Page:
Somewhere somebody must have some sense. Men must see that force begets force, hate begets hate, toughness begets toughness. And it is all a descending spiral, ultimately ending in destruction for all and everybody. Somebody must have sense enough and morality enough to cut off the chain of hate and the chain of evil in the universe. And you do that by love.
–Martin Luther King Jr., “Loving Your Enemies Speech”, Nov. 7, 1957
In honor of MLK Day 2015, today’s Case of the Mondays post features four songs that were written and performed in honor of Martin Luther King, Jr. Some of these were written to advocate for establishing MLK Day as a national holiday, and provide yet another example of how music continues to influence and create our history.
Stevie Wonder – Happy Birthday, 1981
Stevie Wonder was very involved in the fight for making MLK Day as a national holiday. “Happy Birthday” was a popular song he used to garner support for his campaign. The song was released in 1981, and Reagan signed the holiday into existence in 1983.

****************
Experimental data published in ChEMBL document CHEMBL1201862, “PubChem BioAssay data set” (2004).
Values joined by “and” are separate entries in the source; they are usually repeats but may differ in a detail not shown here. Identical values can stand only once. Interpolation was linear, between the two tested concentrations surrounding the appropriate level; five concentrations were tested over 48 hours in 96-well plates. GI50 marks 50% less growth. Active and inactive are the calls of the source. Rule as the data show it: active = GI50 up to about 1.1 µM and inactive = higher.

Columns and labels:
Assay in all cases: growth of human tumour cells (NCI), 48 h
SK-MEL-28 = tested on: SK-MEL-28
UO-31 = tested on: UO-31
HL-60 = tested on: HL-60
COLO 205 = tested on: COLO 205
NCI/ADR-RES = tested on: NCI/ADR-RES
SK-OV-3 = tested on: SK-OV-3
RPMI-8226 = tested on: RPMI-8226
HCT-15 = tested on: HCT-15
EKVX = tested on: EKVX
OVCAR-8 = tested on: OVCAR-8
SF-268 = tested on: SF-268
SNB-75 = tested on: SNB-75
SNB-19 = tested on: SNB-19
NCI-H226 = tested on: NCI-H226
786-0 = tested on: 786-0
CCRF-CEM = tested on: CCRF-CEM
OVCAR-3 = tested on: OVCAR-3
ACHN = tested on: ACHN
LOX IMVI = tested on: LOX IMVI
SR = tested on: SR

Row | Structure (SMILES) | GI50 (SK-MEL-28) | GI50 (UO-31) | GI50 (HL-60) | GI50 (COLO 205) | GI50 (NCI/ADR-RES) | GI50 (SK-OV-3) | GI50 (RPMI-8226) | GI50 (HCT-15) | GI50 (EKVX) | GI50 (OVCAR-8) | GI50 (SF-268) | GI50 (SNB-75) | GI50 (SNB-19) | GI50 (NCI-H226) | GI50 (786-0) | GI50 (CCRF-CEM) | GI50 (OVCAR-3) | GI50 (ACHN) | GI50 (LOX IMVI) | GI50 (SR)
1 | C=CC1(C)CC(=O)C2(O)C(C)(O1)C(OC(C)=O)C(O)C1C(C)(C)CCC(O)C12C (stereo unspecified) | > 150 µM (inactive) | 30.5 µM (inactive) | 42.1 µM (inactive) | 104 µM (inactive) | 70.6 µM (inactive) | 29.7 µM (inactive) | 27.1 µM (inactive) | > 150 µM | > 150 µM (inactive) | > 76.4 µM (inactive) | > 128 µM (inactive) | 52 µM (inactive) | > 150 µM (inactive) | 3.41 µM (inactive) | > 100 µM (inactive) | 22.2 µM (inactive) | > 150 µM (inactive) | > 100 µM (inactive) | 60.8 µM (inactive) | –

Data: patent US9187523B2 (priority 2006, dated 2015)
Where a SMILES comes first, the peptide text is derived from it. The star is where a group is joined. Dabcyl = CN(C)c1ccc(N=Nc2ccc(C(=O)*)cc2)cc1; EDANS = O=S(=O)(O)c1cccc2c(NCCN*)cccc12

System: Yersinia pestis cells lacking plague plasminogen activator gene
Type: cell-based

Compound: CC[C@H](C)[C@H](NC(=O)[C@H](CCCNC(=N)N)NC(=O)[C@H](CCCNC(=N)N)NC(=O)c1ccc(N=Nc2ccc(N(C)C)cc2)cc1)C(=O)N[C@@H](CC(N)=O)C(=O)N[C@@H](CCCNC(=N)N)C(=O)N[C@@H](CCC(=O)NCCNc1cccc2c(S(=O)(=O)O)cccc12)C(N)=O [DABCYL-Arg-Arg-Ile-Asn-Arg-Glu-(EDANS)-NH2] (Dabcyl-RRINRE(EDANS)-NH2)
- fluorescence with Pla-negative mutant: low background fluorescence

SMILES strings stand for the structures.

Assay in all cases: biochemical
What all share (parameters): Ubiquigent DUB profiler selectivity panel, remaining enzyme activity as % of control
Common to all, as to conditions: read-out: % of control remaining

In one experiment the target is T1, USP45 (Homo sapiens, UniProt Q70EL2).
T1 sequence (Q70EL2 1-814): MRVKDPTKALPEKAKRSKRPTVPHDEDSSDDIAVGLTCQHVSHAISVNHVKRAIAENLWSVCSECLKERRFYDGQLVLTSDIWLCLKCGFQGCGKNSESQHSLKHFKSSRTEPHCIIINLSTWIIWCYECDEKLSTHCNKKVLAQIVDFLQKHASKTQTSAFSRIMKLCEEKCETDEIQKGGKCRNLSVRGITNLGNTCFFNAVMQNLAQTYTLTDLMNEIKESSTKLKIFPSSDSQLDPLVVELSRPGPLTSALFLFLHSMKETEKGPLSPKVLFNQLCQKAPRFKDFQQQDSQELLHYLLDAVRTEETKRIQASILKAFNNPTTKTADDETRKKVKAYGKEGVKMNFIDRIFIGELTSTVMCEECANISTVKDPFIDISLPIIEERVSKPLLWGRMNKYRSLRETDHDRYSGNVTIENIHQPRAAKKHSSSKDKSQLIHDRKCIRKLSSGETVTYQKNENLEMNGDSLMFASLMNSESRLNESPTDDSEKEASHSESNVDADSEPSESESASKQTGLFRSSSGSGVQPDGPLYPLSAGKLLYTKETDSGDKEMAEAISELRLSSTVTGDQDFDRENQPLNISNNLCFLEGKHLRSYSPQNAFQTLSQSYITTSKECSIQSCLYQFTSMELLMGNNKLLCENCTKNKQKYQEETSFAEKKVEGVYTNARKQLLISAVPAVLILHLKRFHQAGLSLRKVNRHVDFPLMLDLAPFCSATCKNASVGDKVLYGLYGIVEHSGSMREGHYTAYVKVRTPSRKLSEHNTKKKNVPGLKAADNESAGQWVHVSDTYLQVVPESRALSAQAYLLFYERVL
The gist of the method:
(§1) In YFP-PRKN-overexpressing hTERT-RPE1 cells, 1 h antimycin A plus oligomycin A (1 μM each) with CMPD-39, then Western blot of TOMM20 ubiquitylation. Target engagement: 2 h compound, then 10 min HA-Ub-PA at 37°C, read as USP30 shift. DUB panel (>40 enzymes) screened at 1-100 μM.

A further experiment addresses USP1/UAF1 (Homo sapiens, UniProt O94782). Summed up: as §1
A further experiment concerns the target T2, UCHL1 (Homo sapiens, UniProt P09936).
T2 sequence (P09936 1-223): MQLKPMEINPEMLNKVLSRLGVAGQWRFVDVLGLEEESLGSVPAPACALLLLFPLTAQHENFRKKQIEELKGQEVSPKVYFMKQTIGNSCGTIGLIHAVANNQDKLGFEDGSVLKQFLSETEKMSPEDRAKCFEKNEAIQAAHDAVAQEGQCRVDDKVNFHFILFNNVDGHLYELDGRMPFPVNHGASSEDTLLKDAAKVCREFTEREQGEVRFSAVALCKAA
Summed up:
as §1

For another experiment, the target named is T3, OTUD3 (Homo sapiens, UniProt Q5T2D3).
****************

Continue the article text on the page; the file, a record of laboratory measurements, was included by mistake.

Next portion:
Public Enemy – By the Time I Get to Arizona, 1991
This song was written by Public Enemy’s Chuck D as a direct reply to Arizona officials, including John McCain and Fife Symington, for rejecting the federal holiday celebrating Martin Luther King Jr.
Nina Simone – Why? (The King of Love is Dead), 1968
Recorded on April 7, 1968, live three days after the death of Martin Luther King, Jr. and performed at the Westbury Music Fair. Nina Simone dedicated her performance to King’s memory.
U2 – Pride in the Name of Love
“Early morning, April 4/Shot rings out in the Memphis sky/Free at last, they took your life/They could not take your pride.” – U2
And I would be remiss if I did not send a Happy belated birthday to Aaliyah, who would have turned 36 this year. Frank Ocean posted an incredible cover of her song “At Your Best” (originally by the Isley Brother’s) on Saturday. Check it out on his tumblr.